Our recent road trip to the lower 48 to deliver Aly to college included a mix of new and familiar sites. Part of the trip reversed the route Michelle and I took almost 20 years ago, when we moved to Juneau. On that trip we visited Nisga villages in British Columbia, to view and photograph stands of totem poles, many from the turn of the previous century.

Some of what we saw and experienced walking among the weathered wooden monuments in the village of Gitwangak ended up in The Raven Calls at Dawn, the longest and perhaps darkest story in my book, Shy Ghosts Dancing: Dark Tales from Southeast Alaska. We encountered the pack of dogs and the blind, white bird living in the forehead of the totem pole mentioned in the story.

Gitwangak totem pole

A blind, white bird lived in the hole in the bottom figure's forehead about 20 years ago (Photo: Mark Zeiger).

When we planned the trip, Aly, who will study archaeology and anthropology in college, asked that we schedule time to visit some of these villages. I was happy to comply, as I was eager to see these villages again.

Totems of Gitwangak

Michelle and Aly walk the line of poles in the morning mist (Photo: Mark Zeiger).

We arrived in Gitwangak in the morning, as heavy rains subsided. Mist rose from the river and haloed the poles, hushing the small sounds of the little village as we wandered among the monuments. We saw no dogs, and the blind bird was, of course, long gone. I didn’t see anyone local to ask if they remembered the bird.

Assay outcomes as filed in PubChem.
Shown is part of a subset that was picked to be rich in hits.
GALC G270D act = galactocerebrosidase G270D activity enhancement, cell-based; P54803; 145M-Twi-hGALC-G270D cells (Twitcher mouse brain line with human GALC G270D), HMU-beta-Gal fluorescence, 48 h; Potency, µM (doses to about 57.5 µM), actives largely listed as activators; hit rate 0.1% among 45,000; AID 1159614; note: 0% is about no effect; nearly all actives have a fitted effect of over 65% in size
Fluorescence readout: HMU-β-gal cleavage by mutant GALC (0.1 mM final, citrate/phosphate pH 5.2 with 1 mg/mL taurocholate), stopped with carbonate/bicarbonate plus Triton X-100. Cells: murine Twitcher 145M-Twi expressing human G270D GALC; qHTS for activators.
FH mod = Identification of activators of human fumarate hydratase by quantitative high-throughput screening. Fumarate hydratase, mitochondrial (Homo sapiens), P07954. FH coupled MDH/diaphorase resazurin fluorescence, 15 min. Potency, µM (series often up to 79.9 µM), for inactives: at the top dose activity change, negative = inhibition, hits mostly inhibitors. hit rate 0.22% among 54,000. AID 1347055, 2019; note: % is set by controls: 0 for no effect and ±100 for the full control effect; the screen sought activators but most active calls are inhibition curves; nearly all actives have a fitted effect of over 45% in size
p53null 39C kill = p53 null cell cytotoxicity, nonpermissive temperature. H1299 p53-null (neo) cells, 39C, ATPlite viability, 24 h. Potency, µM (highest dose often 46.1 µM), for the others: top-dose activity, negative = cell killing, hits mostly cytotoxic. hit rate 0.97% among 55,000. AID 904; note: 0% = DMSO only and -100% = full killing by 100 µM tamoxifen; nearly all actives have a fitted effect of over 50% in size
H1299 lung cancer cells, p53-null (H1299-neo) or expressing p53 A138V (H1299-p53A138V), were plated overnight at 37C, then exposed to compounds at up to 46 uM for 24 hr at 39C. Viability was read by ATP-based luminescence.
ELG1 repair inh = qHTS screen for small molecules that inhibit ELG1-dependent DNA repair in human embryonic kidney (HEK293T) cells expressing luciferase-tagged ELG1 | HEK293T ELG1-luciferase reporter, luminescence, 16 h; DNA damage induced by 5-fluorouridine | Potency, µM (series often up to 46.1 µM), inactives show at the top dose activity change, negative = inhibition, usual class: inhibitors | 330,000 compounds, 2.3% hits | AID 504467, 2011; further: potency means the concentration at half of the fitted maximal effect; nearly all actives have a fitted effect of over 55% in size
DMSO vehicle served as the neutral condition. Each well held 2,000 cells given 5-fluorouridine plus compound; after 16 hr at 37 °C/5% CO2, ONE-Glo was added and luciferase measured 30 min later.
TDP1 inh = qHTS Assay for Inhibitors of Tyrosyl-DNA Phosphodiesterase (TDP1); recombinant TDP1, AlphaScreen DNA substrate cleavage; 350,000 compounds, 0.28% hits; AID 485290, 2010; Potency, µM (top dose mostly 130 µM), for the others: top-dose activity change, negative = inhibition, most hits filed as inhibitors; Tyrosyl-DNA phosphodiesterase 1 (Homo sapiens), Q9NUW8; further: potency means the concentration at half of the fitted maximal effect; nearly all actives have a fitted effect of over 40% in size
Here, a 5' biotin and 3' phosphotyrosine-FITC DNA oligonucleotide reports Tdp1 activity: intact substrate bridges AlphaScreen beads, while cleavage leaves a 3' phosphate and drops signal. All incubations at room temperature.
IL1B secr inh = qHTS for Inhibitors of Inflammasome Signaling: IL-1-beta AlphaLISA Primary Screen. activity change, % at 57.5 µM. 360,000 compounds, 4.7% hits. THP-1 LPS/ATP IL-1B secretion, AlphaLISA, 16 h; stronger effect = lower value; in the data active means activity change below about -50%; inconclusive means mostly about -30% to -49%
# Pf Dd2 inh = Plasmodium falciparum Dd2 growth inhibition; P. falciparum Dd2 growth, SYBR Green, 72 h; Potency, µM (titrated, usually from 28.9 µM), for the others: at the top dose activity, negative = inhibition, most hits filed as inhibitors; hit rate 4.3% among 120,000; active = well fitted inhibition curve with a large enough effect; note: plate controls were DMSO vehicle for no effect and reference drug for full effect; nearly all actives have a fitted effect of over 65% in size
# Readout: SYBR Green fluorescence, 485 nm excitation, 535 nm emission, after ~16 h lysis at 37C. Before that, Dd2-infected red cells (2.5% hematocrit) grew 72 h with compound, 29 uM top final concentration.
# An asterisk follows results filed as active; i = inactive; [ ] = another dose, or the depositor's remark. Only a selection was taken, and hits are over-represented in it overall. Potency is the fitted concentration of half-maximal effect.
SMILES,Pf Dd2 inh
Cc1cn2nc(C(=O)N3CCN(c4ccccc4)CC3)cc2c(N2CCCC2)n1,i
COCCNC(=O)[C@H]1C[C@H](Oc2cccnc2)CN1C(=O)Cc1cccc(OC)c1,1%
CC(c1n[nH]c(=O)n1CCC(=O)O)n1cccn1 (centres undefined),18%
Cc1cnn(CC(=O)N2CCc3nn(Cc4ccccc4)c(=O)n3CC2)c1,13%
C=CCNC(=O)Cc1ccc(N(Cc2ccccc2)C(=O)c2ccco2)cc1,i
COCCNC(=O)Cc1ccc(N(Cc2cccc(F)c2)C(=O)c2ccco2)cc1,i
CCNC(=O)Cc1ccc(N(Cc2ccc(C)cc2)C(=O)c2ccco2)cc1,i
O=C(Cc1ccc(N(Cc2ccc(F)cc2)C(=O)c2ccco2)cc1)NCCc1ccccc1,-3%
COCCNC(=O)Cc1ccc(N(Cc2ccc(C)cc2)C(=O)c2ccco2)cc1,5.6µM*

The area appears to have changed. If I remember correctly (and I sometimes wonder if I do) the bank of the Skeena River behind the row of poles was wooded. Now, a building of some kind (the sign was in the local indigenous language) sits behind the poles, and the lot is grass lawn to the banks of the river. More houses fill the street than I recall.

Later in the day we visited the village of Kispiox; the riverbank there remains wooded, much as I remember from Gitwangak. I suppose I might have mixed the two memories? I doubt it. A couple of poles we saw laying on the ground on the first visit are still there. Then, they were partially hidden by brush. Now, they form a sort of grounds boundary for the new building.

At any rate, it was pleasant to revisit the villages, to enjoy the memories of our first trip, and add to them the memories of this visit.

See more photos from our trip here.

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